Harness Resistance Training: Does it Improve Jump and Enzymatic-Mechanical Muscle Performance in Young Soccer Players?
Background: Harness resistance training have been usedextensively by coaches and trainers in different sport, but iteffectiveness have to be proved.
Objective: Aim of this study was to explore the effects of an assisted harness resistance training program on vertical jump associated with squat and counter-movement jumps, biochemical fatigue markers (magnesium [Mg2+], lactate dehydrogenase [LDH],and creatine phosphokinase [CPK]), muscle displacement [Dm] and
contraction time [Tc]) in the lower limbs of young soccer players.
Methods: Eighteen young soccer players (age: 17.89 ± 0.98 years; height: 1.74 ± 0.07 m; body weight: 67.84 ± 7.26 kg; body fat percentage 12.02% ± 3.95%) were randomly assigned to three training groups: control, harness-assisted, and puller groups (three sessions per week for 8 weeks). Statistical significance was set at p< 0.05 for analysis of variances.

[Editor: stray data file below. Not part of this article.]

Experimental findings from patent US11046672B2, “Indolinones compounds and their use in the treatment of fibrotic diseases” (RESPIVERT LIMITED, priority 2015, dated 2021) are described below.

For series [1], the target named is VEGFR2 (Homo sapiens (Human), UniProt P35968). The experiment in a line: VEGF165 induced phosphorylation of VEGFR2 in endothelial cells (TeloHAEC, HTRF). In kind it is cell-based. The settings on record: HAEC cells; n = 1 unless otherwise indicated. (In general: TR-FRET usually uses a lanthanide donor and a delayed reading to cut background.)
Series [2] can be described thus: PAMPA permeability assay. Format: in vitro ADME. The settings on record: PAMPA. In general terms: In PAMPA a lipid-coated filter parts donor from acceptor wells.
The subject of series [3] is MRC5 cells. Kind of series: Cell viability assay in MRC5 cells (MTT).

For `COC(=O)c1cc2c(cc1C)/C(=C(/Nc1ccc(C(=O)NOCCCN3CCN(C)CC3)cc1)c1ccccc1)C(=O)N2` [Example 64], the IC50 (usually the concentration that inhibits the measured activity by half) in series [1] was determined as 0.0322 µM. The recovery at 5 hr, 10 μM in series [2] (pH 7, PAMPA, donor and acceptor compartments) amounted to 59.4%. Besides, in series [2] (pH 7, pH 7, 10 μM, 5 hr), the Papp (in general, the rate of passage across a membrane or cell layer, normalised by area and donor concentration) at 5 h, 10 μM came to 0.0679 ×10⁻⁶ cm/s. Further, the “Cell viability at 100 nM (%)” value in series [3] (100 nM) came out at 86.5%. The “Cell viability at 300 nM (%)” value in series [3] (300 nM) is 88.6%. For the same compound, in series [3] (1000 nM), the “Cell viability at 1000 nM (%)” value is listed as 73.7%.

Results: No significant differences among the three groups in vertical jump regarding the squat jump (p=0.43) and countermovement jump (p=0.92); the biochemical fatigue markers CPK (p=0.38), LDH (p=0.51), or Mg2+ (p=0.79); or right rectus femoris (Tc: p=0.88; Dm: p=0.91), left rectus femoris (Tc: p=0.91; Dm: p=0.17),
right biceps femoris (Tc: p=0.20; Dm: p=0.06), left biceps femoris Tc: p= 0.17; Dm: p=0.63), right gastrocnemius lateralis (Tc: p=0.64; Dm: p=0.66), or left gastrocnemius lateralis (Tc: p=0.64; Dm: p=0.64).
Conclusion: The application of this kind of assisted sports training does not seem to effectively improve muscular power or enzymatic and muscle responses.